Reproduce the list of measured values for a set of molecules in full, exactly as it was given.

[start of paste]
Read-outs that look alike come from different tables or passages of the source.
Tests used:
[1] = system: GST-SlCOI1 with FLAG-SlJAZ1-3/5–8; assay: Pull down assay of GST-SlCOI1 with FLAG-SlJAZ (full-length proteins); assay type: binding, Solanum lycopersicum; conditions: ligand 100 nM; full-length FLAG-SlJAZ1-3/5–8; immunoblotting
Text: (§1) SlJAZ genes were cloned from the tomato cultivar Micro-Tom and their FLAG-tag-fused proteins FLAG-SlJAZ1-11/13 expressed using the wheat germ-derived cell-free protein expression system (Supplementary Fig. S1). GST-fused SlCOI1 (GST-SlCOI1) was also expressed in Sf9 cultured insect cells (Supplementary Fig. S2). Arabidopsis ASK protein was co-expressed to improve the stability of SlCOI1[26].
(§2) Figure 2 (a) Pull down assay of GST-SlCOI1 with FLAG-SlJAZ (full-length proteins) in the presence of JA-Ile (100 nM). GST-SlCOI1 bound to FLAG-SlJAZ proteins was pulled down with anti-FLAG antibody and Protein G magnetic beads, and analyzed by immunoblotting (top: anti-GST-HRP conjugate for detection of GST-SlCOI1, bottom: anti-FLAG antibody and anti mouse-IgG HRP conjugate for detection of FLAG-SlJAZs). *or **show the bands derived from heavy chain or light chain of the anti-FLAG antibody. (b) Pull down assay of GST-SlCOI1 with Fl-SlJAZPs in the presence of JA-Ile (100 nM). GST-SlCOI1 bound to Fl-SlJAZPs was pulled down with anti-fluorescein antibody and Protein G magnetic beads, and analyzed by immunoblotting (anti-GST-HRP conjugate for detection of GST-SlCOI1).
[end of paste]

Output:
Read-outs that look alike come from different tables or passages of the source.
Tests used:
[1] = system: GST-SlCOI1 with FLAG-SlJAZ1-3/5–8; assay: Pull down assay of GST-SlCOI1 with FLAG-SlJAZ (full-length proteins); assay type: binding, Solanum lycopersicum; conditions: ligand 100 nM; full-length FLAG-SlJAZ1-3/5–8; immunoblotting
Text: (§1) SlJAZ genes were cloned from the tomato cultivar Micro-Tom and their FLAG-tag-fused proteins FLAG-SlJAZ1-11/13 expressed using the wheat germ-derived cell-free protein expression system (Supplementary Fig. S1). GST-fused SlCOI1 (GST-SlCOI1) was also expressed in Sf9 cultured insect cells (Supplementary Fig. S2). Arabidopsis ASK protein was co-expressed to improve the stability of SlCOI1[26].
(§2) Figure 2 (a) Pull down assay of GST-SlCOI1 with FLAG-SlJAZ (full-length proteins) in the presence of JA-Ile (100 nM). GST-SlCOI1 bound to FLAG-SlJAZ proteins was pulled down with anti-FLAG antibody and Protein G magnetic beads, and analyzed by immunoblotting (top: anti-GST-HRP conjugate for detection of GST-SlCOI1, bottom: anti-FLAG antibody and anti mouse-IgG HRP conjugate for detection of FLAG-SlJAZs). *or **show the bands derived from heavy chain or light chain of the anti-FLAG antibody. (b) Pull down assay of GST-SlCOI1 with Fl-SlJAZPs in the presence of JA-Ile (100 nM). GST-SlCOI1 bound to Fl-SlJAZPs was pulled down with anti-fluorescein antibody and Protein G magnetic beads, and analyzed by immunoblotting (anti-GST-HRP conjugate for detection of GST-SlCOI1).